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Rocket 88 has the right idea.  I too have a Scarebird setup.  I cannibalized a '76 RIviera for all the parts listed he plus the booster, master cylinder, lines and distribution block (I did get new hoses and bearings.)  If you want to use your existing booster, that's fine; just make sure that you do as Rocket 88 states and get a dual master cylinder - but MAKE SURE it's for a disk/drum car and not a drum/drum car.  In '67, disks were optional so there are two master cylinders out there from which to chose.  Choose wisely.

 

Ed

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Thanks for posting Rocket 88 -

I've have always wondered what was needed to perform a Scarebird Riviera conversion from drums to disc brakes.

Looks like a relatively easy job for a DIY'r ! 

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I might add that since I got my Scarebird adapters, Scarebird has changed some parts.  My early instructions call for calipers, rotors, et al from a mid '70's Riviera.

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I had checked some other disc brake conversion kit mfg. and most do not give you part numbers for parts in those kits.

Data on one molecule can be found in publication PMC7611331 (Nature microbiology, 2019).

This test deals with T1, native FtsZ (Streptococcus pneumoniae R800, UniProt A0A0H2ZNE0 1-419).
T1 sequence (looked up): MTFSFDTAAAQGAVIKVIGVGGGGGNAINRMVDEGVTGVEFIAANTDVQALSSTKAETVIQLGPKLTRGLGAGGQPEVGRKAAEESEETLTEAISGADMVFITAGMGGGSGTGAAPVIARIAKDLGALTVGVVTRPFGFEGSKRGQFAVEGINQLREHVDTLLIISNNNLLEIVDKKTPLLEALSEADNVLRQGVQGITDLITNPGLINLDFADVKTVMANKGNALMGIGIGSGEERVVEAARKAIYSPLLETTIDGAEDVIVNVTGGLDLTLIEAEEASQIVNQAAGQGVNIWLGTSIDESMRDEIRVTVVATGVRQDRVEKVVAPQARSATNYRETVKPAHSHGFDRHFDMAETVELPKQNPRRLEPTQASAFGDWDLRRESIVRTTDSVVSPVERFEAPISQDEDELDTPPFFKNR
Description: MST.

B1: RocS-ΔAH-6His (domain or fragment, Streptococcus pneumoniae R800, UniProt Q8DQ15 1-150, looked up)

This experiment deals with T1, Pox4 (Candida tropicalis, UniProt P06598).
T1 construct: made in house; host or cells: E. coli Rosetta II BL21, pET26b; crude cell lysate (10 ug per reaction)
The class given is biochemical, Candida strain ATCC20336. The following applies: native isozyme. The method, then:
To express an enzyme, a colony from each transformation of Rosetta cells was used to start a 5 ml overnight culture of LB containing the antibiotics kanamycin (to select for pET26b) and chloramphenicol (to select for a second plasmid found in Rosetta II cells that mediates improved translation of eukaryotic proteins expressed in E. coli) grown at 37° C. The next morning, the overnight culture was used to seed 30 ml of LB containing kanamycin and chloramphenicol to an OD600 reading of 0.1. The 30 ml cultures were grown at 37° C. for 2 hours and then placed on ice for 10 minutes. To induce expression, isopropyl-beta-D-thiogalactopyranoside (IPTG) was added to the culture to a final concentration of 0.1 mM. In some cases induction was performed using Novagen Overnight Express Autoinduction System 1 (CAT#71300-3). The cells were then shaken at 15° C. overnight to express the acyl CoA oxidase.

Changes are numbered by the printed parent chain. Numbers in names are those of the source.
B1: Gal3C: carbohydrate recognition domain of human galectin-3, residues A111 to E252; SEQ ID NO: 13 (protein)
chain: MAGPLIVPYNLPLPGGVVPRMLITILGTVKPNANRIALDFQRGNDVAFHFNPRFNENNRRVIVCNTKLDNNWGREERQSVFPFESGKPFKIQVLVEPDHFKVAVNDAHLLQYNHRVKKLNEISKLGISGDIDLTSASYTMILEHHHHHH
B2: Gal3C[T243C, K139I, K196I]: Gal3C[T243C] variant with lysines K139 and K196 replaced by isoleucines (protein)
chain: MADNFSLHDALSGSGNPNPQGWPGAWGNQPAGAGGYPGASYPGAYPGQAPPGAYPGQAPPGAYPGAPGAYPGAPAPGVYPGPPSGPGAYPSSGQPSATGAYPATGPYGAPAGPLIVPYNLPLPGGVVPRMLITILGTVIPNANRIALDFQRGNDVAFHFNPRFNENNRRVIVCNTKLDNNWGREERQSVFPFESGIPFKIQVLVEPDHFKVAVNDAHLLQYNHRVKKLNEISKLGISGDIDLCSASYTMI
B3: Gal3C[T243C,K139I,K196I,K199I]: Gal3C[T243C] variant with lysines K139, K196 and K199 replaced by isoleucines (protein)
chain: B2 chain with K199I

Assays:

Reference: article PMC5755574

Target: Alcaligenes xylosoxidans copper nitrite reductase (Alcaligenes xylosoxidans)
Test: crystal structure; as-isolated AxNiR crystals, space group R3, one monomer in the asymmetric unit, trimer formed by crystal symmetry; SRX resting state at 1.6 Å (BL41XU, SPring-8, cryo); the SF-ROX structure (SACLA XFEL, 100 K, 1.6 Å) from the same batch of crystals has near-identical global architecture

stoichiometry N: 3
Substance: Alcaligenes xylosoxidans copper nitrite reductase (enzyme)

That means that you would need to go to that kit mfg. to replace any parts needed for replacement.

As listed above Scarebird sends that list.

I just go to my local NAPA dealer.

I would also suggest you replace all brake lines, and rear wheel cylinders, as I did.

RivNut

It was interesting to see that Scarebird had changed some parts used back in 05.

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I don't know whether it's because of scarcity of parts or what.  I once did a part number search for the Riviera rotors and found that they're a pretty common GM corporate rotor used on LOTS of those sized rotors with 5 on 5 bolt patterns.  It could even be as simple as the Riviera part number includes the inner and outer bearings.  You'll notice bearings aren't mentioned in that '05 parts list.

 

In my humble opinion, the really nice thing about the Scarebird swap is that you can probably get replacement parts in any town in the country should the need arise.